A Few Questions about Chaos Theory from Annex Theatre

Photo Ian Johnston. Drew Highlands, Evelyn Dehais, Keiko Green, and Jana Hutchison.
Photo Dangerpants Photography. Drew Highlands, Evelyn Dehais, Keiko Green, and Jana Hutchison.

Annex Theatre sent me some questions regarding Chaos Theory – a play seeking order. Here’s some of the  endearing snark I served up.

Tell us a little bit about yourself. Like where you’re from? Why you wanted to be playwright and how it all came to be?

I’m from Middle Tennessee originally, in a conservative hamlet called Franklin, where I confusedly returned post-college to work as a Borders bookseller,  because I didn’t know what I was going to do with my degree except pull it out at dinner parties for my middle school beanie baby collection. In this dark time in Tennessee, I mostly drank whiskey secretly in my room of my parents’ house and straightened books on shelves and talked to a bunch of conservative Christians during the 2008 elections about how it’s not that they hate gay people they just didn’t want to be around them (whoops). So yeah. After a year of that nonsense, I moved to Seattle, started touching myself again, and wrote some plays – mostly about the end of the world.

What inspired you to write Chaos Theory?

People don’t make much sense in a way that makes sense – does that make sense? We’re predatory about weird things (like the chair we sit in every day and milk). Most of us enjoy feeling altered (drugs, booze, etc.). And we define our realities by the people who surround us. So what happens when the people who make us who we are go away, or start slipping away for no discernible reason? Chaos, baby. Chaos. And I was reading Parallel Worlds by Michio Kaku so the story just started falling into place.

Without giving too much away can you give us a little snippet of what the show is about?

A group of friends start to build a machine. Or, maybe they’re going crazy. Who’s to say? Stuff happens. Stuff doesn’t happen. Sex. Dopplegangers. People who don’t know how to talk about their feelings try to talk about their feelings. Maybe things get cold.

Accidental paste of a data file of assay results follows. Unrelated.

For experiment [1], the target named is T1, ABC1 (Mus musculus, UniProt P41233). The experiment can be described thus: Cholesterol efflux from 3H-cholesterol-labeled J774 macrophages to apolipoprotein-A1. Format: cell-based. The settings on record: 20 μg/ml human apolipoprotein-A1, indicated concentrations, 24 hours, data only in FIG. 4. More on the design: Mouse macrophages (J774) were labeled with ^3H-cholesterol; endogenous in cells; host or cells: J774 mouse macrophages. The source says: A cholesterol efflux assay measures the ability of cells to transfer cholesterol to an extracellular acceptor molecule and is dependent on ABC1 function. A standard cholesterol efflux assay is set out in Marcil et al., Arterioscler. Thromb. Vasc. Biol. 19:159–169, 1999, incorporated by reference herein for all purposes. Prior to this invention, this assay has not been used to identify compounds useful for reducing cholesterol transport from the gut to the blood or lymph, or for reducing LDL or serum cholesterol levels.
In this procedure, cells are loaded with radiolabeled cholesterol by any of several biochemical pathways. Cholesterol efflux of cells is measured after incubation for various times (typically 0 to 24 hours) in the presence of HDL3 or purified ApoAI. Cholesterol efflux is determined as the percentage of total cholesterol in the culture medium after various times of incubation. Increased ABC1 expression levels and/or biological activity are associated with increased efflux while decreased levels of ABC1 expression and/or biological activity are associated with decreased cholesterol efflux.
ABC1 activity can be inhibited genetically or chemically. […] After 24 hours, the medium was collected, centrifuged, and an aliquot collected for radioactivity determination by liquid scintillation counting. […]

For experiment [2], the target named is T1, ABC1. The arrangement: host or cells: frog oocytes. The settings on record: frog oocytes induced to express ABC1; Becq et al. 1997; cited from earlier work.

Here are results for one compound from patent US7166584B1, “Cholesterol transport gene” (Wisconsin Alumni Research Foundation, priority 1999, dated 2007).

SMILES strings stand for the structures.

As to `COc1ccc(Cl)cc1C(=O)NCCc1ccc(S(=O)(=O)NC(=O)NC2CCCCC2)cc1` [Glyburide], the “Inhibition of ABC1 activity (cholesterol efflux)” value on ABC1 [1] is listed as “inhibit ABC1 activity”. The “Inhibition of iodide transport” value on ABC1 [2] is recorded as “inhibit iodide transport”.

Do you have a favorite character? If so who and why?

It changes for me pretty regularly, and not just because the cast does such a good job of embodying them. I don’t know. Seth is the one who says funny things and people don’t really hear him. I identify with him a lot. I call this the Fozzie principle. Frannie is the one who throws herself into her work instead of dealing with (at least one) reality. And Bach. Yup. Bach’s my favorite. The funniest best friend with the amazing ability to pick up women with a single wink. Yeah. Bach’s the best.

What made you decide to propose this play at Annex in particular?  

Annex seemed like the best home for it. I didn’t have a director at the time that I proposed it, but I wanted to show the play to Annex because I saw the type of work that they were doing and I wanted to be a part of it, even if it wouldn’t be for another year. As luck would have it, Pamala really connected with the script and Annex took me on. No waiting. It was the most awesome phone call to get.

What is your favorite food and why?

I fucking love Mexican food. I live next to the Rancho Bravo Taco Truck in Wallingford. I’m a regular. They see me coming. They know. We share knowing winks. When I first moved to Seattle, I lived next to Paseo. I still have dreams about those sandwiches.

Chaos Theory opens on April 18th (that’s only a week away) and runs through May 17th. I’d love for you to be there. Get tickets.

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